Devices such as touch-screen ordering kiosks — whether in the drive-through lane or inside the restaurant — promise many advances for quick-serve eateries, analysts say.
"It cuts down on labor, ensures accuracy and is often faster and easier for people to use," said Darren Tristano, a restaurant industry analyst with Technomic Inc. in Chicago.
Yum Brands Inc.'s KFC is testing indoor self-serve kiosks at three locations in Florida. Elsewhere in the state, McDonald's Corp. franchisee Gary Moulton has spent more than $100,000 to install two or three touch-screen systems inside each of his six restaurants.
The investment is paying off. Moulton said customers using the kiosks spent an average of 20% more per order than those who ordered at the front counter.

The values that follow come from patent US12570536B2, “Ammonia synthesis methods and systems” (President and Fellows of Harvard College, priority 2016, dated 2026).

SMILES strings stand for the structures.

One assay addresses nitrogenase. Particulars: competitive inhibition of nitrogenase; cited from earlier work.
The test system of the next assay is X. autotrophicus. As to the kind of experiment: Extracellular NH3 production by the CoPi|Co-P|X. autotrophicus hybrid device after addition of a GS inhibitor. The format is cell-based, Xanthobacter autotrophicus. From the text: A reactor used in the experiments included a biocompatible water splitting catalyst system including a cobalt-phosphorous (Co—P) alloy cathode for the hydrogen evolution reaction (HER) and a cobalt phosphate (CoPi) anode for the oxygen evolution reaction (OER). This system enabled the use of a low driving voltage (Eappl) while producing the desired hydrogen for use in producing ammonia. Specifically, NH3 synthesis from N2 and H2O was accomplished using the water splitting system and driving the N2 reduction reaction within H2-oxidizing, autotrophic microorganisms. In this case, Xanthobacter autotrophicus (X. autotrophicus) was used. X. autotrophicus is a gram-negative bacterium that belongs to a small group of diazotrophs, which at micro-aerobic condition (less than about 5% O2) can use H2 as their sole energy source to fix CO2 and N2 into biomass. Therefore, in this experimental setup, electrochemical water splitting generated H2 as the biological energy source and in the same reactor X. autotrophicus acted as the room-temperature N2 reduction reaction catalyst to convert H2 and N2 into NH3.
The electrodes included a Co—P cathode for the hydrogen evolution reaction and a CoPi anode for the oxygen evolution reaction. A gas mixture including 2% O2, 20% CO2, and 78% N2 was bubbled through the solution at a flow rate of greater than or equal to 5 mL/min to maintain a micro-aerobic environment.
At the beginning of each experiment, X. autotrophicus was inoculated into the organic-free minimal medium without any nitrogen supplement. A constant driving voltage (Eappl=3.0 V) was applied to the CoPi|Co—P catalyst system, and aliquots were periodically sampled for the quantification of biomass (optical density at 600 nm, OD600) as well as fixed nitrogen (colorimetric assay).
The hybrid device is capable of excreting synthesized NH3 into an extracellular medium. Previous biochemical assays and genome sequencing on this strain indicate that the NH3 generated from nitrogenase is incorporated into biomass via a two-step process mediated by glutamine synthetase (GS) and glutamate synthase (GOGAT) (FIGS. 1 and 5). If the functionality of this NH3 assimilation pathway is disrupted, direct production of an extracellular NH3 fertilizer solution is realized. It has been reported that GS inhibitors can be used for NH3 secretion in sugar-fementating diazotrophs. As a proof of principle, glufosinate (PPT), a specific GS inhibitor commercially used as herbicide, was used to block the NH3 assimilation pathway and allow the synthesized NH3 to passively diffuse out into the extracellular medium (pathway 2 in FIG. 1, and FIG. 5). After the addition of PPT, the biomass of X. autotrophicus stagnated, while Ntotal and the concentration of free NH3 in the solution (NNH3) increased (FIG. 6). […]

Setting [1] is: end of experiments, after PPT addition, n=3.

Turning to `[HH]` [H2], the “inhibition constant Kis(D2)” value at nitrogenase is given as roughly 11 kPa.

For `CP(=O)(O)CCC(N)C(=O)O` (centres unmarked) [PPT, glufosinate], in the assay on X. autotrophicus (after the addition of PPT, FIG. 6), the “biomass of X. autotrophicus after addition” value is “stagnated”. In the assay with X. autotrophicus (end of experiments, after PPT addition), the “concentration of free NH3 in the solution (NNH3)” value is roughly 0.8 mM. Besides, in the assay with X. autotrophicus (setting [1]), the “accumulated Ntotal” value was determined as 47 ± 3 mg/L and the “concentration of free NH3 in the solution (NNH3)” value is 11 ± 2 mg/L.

"The kiosk will always suggest an item like a drink or a dessert if it is not ordered," he said. "Front counter servers don't always do the same."
Paul Knight, who sells such machines for NCR Corp. of Dayton, Ohio, notes another potential advantage for restaurants.
"Anonymity encourages people to make larger orders," he said. "They are not embarrassed to super-size something because they aren't doing it face to face."
I remember ten years ago or more that the Taco Bell by Cal State Fullerton had touch-screen ordering.
Chains including Yum Brands-owned Taco Bell have experimented with touch-screen ordering, but the companies haven't expanded the programs, citing problems with the software or insufficient customer interest.
Yup, see. I was right. This technology can also help get people around language barriers. I would think raising the minimum wage and the increasing costs of employing people would also contribute to the use of these machines. Instead of several employees taking orders, one employee can service the machines at various locations to work out bugs.